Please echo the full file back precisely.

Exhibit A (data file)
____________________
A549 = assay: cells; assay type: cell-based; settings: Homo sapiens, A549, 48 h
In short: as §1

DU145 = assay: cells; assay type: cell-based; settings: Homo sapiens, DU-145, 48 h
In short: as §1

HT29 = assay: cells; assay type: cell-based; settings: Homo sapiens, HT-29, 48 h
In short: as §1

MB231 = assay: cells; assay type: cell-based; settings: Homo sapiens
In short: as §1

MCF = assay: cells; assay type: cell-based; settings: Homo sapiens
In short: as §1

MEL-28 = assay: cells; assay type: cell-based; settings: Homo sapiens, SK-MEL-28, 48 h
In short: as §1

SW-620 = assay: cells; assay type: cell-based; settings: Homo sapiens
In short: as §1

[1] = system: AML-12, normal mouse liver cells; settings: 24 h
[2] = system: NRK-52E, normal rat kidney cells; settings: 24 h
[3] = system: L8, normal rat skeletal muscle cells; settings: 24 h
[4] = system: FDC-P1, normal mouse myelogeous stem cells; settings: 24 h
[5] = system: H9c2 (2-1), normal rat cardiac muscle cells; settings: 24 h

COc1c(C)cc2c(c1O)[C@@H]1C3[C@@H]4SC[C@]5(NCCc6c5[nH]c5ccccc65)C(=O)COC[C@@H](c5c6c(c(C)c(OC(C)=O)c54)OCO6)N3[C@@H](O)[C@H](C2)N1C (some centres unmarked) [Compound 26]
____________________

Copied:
A549 = assay: cells; assay type: cell-based; settings: Homo sapiens, A549, 48 h
In short: as §1

DU145 = assay: cells; assay type: cell-based; settings: Homo sapiens, DU-145, 48 h
In short: as §1

HT29 = assay: cells; assay type: cell-based; settings: Homo sapiens, HT-29, 48 h
In short: as §1

MB231 = assay: cells; assay type: cell-based; settings: Homo sapiens
In short: as §1

MCF = assay: cells; assay type: cell-based; settings: Homo sapiens
In short: as §1

MEL-28 = assay: cells; assay type: cell-based; settings: Homo sapiens, SK-MEL-28, 48 h
In short: as §1

SW-620 = assay: cells; assay type: cell-based; settings: Homo sapiens
In short: as §1

[1] = system: AML-12, normal mouse liver cells; settings: 24 h
[2] = system: NRK-52E, normal rat kidney cells; settings: 24 h
[3] = system: L8, normal rat skeletal muscle cells; settings: 24 h
[4] = system: FDC-P1, normal mouse myelogeous stem cells; settings: 24 h
[5] = system: H9c2 (2-1), normal rat cardiac muscle cells; settings: 24 h

COc1c(C)cc2c(c1O)[C@@H]1C3[C@@H]4SC[C@]5(NCCc6c5[nH]c5ccccc65)C(=O)COC[C@@H](c5c6c(c(C)c(OC(C)=O)c54)OCO6)N3[C@@H](O)[C@H](C2)N1C (some centres unmarked) [Compound 26]